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How to Use Intersection Observer API to Implement Lazy Loading with Scrollable DIV Element

  • The article explains how to use the Intersection Observer API to implement lazy loading with a scrollable DIV element, which can improve the performance and user experience of web pages.
  • The article provides the HTML, CSS, and JavaScript code for the solution.

Lazy loading is a technique that allows you to defer the loading of images or other resources until they are needed. This can improve the performance and user experience of your web pages, especially if they contain a lot of images or other heavy content.

One way to implement lazy loading is to use the Intersection Observer API, which lets you detect when an element becomes visible or hidden in the viewport or in another element. You can use this API to trigger the loading of images only when they are about to be seen by the user.

In this article, I will show you how to use the Intersection Observer API to implement lazy loading with a scrollable DIV element. This is useful if you have a fixed-size container that displays a list of images or other content that can be scrolled horizontally or vertically.

How to Use Intersection Observer API to Implement Lazy Loading with Scrollable DIV Element

Problem

The HTML code for this page is:

<div class="container">
  <h1>Lazy Loading with Scrollable DIV</h1>
  <div class="wrapper" id="wrapper">
    <img class="lazyload" src="placeholder.png" data-src="image1.jpg" alt="Image 1" />
    <img class="lazyload" src="placeholder.png" data-src="image2.jpg" alt="Image 2" />
    <img class="lazyload" src="placeholder.png" data-src="image3.jpg" alt="Image 3" />
    <img class="lazyload" src="placeholder.png" data-src="image4.jpg" alt="Image 4" />
    <img class="lazyload" src="placeholder.png" data-src="image5.jpg" alt="Image 5" />
    <!-- more images -->
  </div>
</div>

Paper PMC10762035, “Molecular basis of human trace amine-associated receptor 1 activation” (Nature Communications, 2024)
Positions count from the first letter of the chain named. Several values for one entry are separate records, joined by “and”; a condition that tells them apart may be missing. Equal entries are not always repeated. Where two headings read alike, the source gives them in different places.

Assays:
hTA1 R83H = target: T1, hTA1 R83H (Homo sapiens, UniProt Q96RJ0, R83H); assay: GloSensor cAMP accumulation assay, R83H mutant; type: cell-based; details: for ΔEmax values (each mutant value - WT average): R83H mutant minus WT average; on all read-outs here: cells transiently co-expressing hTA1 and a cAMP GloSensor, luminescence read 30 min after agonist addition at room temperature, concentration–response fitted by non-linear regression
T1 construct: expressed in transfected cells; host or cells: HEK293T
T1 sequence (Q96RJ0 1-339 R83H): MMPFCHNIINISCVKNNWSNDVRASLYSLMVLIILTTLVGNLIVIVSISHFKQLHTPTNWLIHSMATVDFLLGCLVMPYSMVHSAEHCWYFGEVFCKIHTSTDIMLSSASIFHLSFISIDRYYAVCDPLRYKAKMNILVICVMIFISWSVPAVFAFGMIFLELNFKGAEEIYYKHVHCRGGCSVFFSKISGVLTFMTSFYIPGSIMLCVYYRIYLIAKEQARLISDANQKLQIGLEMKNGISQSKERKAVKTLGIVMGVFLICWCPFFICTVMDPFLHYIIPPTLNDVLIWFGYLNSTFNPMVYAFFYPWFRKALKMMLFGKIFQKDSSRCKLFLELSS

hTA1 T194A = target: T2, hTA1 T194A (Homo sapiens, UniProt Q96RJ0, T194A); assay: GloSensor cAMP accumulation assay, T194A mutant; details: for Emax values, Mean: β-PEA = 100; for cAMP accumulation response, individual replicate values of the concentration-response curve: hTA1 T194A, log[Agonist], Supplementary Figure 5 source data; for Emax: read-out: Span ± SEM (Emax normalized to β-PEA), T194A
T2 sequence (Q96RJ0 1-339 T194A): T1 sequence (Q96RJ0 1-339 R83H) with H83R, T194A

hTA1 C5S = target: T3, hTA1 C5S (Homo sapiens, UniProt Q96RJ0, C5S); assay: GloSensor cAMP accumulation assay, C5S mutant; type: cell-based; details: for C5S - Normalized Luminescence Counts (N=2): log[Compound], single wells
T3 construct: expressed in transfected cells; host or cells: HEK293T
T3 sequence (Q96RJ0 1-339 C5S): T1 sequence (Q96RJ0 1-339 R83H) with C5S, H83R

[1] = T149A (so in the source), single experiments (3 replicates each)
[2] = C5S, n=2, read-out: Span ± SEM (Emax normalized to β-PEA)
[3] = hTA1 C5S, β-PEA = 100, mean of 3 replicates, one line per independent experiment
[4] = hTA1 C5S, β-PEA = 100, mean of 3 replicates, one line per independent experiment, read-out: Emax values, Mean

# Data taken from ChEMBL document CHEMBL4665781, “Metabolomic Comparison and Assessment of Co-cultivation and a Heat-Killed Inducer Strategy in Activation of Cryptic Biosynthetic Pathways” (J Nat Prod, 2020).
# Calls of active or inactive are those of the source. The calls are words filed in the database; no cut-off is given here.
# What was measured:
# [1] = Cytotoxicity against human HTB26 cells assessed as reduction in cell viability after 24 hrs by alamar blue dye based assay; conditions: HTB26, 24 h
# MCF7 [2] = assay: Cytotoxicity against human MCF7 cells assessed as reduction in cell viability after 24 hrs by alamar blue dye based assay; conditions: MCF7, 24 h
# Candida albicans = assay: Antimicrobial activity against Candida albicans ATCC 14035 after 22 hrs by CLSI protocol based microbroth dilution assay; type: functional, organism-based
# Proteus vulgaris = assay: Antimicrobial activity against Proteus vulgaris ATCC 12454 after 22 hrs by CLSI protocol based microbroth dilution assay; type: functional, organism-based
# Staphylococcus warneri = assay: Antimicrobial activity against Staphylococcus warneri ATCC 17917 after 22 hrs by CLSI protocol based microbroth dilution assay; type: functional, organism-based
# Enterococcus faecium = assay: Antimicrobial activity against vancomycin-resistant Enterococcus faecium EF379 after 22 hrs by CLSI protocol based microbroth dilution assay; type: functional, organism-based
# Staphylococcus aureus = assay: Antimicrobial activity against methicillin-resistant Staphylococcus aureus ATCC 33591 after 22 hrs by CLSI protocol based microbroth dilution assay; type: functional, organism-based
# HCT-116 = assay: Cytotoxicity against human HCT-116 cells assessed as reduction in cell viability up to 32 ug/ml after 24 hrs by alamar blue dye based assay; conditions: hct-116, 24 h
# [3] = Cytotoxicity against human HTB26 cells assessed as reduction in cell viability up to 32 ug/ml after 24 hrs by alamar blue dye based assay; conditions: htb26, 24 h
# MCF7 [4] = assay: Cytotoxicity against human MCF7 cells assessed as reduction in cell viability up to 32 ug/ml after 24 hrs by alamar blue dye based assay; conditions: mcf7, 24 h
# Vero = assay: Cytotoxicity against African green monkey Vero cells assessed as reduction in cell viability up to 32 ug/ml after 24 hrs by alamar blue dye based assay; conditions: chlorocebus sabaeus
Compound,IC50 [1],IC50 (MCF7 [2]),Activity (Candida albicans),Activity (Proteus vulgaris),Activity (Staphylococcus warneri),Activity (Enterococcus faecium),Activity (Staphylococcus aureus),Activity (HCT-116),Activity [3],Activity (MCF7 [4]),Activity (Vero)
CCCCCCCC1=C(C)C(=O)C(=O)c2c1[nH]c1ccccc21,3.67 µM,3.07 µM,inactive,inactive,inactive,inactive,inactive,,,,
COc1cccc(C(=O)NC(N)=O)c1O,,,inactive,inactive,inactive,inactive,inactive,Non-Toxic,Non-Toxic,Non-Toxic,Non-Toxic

The CSS code for this page is:

.container {
  width: 80%;
  margin: 0 auto;
}

.wrapper {
  width: 100%;
  height: 300px;
  overflow-x: scroll;
  white-space: nowrap;
}

.lazyload {
  width: 300px;
  height: 300px;
}

As you can see, we have a wrapper DIV element with an ID of wrapper that contains several images with a class of lazyload. Each image has a src attribute that points to a placeholder image and a data-src attribute that points to the actual image. The wrapper DIV has a fixed height and width and allows horizontal scrolling.

The problem with this code is that all the images are loaded at once, even if they are not visible in the viewport. This can cause unnecessary network requests and bandwidth consumption, as well as slow down the page load time.

Solution

To solve this problem, we can use the Intersection Observer API to monitor the visibility of the images in the wrapper DIV and load them only when they are about to enter the viewport.

To use the Intersection Observer API, we need to do the following steps:

  1. Create an instance of the IntersectionObserver constructor and pass it a callback function and an optional options object.
  2. In the callback function, loop through the entries array and check if each entry is intersecting with the root element (the wrapper DIV in our case).
  3. If an entry is intersecting, set its src attribute to its data-src attribute and remove it from the observer.
  4. Select all the images with the lazyload class and call the observe method on each one of them.

Here is how our JavaScript code looks like:

// Select the wrapper element
const wrapper = document.getElementById("wrapper");

// Create an instance of IntersectionObserver
const observer = new IntersectionObserver(
  // The callback function
  (entries) => {
    // Loop through the entries array
    entries.forEach((entry) => {
      // Check if the entry is intersecting
      if (entry.isIntersecting) {
        // Get the image element from the entry target
        const image = entry.target;
        // Set its src attribute to its data-src attribute
        image.src = image.dataset.src;
        // Remove it from the observer
        observer.unobserve(image);
      }
    });
  },
  // The options object
  {
    // Set the root element to the wrapper element
    root: wrapper,
    // Set the threshold to 0.5 (50% visibility)
    threshold: 0.5,
  }
);

// Select all the images with lazyload class
const images = document.querySelectorAll(".lazyload");

// Loop through the images array
images.forEach((image) => {
  // Call observe method on each image
  observer.observe(image);
});

Now, if we reload the page and scroll the wrapper DIV, we can see that the images are loaded only when they are half visible in the viewport.